Oberon wrote:You did indeed support my point and you did indeed refute your earlier assertion, you just want to avoid that reality now. But this is not possible. You can dodge, but you cannot avoid the record of history.JohnATallon wrote:I actually did not support your point.Don's issues with his insubordinate CWL is not a counter to my position. Don may not want to disband Caesar and appoint a new CWL, but we have seen an overlord replace a CWL and not have his casters turn in droves. The position that disbanding Caesar would cause such a caster or warlord turning is purely speculative and contrary to the historical record.JohnATallon wrote:In any case there is an explicit statement about loyalty made in LIAB_Text_16, "A Ruler does not simply disband his top warlord in a time of crisis, or ever. And if a Ruler did disband a popular warlord, it could affect the Duty and Loyalty of all other units on the side," which I believe completely refutes your argument anyway.Ok, I'll play along. You said:JohnATallon wrote:Please take extra time to comprehensively read, and take care to not fall into the trap of seizing on the first statement that even slightly seems odd to you.A false statement, since Tram will become the Jetstone heir if the loan is approved, but you insist upon ignoring that reality. You appear to enjoy your cake and eat it also:JohnATallon wrote:if Jetstone's king is croaked, Jetstone ceases to exist.
"Caesar is also important because he is their Chief Warlord." I've pointed out that Don would be better off without Caesar as his CWL, and backed that with a rational discussion. This is not a case of "seizing on the first statement" made, despite your attempts to misrepresent the discussion. If anyone is "seizing on the first statement" here, it is you.
I did not support your statement. If Jack changed his mind because he felt loyalty to Stanley, that would have supported your statement. Jack changed his mind because he is loyal to Parson. My point about him not turning because he did not love Jillian enough to play second fiddle to Ansom does not support your argument that Jack's loyalty was not damaged by Parson's demotion. The implication in Jack even considering the offer to turn, and in what he said to Wanda about being a trophy, is that if Jack were going to be first in Jillian's heart he would have joined Faq. Love can trump Loyalty but only in some circumstances. In this case Jack's crush on Jillian did not trump his loyalty to Parson (not Stanley, as Jack explicitly made reference to Parson).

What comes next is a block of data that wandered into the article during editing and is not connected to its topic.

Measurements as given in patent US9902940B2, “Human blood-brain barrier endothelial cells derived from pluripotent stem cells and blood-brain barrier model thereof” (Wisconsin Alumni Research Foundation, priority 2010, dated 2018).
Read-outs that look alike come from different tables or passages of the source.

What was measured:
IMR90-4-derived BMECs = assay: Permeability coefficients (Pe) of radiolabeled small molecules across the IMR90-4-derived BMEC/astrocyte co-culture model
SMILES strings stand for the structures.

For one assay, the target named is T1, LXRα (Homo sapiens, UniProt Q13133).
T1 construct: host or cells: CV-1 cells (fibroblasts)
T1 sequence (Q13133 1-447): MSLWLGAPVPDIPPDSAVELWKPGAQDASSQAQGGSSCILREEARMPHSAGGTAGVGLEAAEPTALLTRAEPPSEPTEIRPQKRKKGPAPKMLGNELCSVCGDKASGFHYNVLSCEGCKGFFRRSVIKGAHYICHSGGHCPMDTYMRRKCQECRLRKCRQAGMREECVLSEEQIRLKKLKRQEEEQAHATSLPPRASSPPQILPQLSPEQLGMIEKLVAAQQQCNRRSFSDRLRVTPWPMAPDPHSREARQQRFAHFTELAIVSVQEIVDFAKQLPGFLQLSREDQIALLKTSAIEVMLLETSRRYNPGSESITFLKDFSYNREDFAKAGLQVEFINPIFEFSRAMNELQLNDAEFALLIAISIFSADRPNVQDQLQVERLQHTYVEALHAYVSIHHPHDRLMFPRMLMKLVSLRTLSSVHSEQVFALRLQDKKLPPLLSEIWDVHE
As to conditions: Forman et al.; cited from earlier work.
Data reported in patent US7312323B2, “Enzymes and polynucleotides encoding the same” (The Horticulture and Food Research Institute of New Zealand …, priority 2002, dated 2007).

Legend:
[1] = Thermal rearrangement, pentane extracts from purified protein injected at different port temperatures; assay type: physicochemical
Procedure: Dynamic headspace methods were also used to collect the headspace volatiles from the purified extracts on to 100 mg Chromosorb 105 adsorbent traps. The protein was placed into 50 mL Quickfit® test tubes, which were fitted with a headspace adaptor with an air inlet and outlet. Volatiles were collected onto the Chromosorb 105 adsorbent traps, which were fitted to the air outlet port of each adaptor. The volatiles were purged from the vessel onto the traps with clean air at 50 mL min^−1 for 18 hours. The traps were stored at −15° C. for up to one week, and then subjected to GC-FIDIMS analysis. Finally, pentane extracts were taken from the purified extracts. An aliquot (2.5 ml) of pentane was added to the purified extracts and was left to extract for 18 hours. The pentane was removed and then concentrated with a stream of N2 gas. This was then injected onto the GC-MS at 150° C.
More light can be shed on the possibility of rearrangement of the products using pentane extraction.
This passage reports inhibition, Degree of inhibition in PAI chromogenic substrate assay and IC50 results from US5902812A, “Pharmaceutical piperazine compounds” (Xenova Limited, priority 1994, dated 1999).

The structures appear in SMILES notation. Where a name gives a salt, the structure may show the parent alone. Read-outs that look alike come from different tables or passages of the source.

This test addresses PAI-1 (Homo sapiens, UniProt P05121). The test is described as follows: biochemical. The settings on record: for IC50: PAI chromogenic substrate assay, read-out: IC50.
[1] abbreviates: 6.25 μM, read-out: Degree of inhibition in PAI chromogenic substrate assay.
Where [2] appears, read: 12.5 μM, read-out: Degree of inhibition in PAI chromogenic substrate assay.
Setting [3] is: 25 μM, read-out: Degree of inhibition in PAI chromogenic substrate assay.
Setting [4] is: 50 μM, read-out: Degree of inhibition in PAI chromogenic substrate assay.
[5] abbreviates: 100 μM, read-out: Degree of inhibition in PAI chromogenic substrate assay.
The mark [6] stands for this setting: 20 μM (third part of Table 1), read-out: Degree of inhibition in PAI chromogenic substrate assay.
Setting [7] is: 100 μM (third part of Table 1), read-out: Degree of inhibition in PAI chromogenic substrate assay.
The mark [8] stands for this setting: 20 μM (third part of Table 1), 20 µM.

In our Gobwin Knob example, most of the casters of Gobwin Knob wanted to stay anway. Wanda didn't want to leave because she had an easy power base to exploit in Stanley, Maggie wanted to stay to watch over Parson (who is important to her group of thinkamancer plotters), and Seizemore found a rather frosty reception in the Magic Kingdom. Where would he turn to? The Toolism rhetoric being spewed by Ansom polarized all sides that Seizemore knew about into Toolist and Anti-Toolist factions. As valuable as he is, he'd still have had a hard time being accepted by an Anti-Toolist group. Additionally, Seizemore was getting pep-talks and reassurance from Janis, encouragement to continue to follow Parson (and thus remain with Stanley's side so long as Parson did).
Your obsession with the state of future conditions in Jetstone is making you look silly. I did not expect to have to spell it out explicitly, because most of this is self evident. I will spell it out as completely as I can for your benefit.
As of the last comic, at the moment when Ben was talking to Don King about the game, Jetstone had a single point of failure in King Slately. Right up to the point that the gem is cashed in by Slately and Slately officially declares Tramennis his heir (a process that may or may not require them to be in the same room, as the only example we have of a unit being promoted to Heir is back in book 1, during the flashback when Parson was told about how Saline IV promoted Stanley) there is a single point of failure. This is self evident. This is the reason for much of the activity in the past five or six comics. So until that point is passed, there is a single point of failure. When I made reference to King Slately being the point of failure, this is the situation I was making reference to. Even after the loan is made and sent there will be a period of time where King Slately is the single point of failure, and a subsequent period where both the King and the Heir are in the exact same situation.
Once Slately makes Trammenis the Crown Prince, there will be two points of failure for the entire side of Jetstone. They're still in a precarious position because there is an enemy in the same hex with both of them which is completely capable of eating their army and spitting it back at them. They've left the air route closed for escape, there was no tunnel route to begin with, and the ground route for escape requires punching through the enemy army in the atrium. It's very possible that neither the King, nor his newly named Heir, will escape that, even if they try two different approaches to escape. Worse, since they are escaping by ground, there's no guarantee that the surviving King and Heir, or just King, will be able to make it to safety before Gobwin Knob's forces catch up to them. That's Ben's reasoning, and he is right to think that way. That has been my point all along, and everything else has been in support of it.
You can get as upset as you want over what I say, but until you demonstrate the skills I asked you to, you're just huffing and puffing.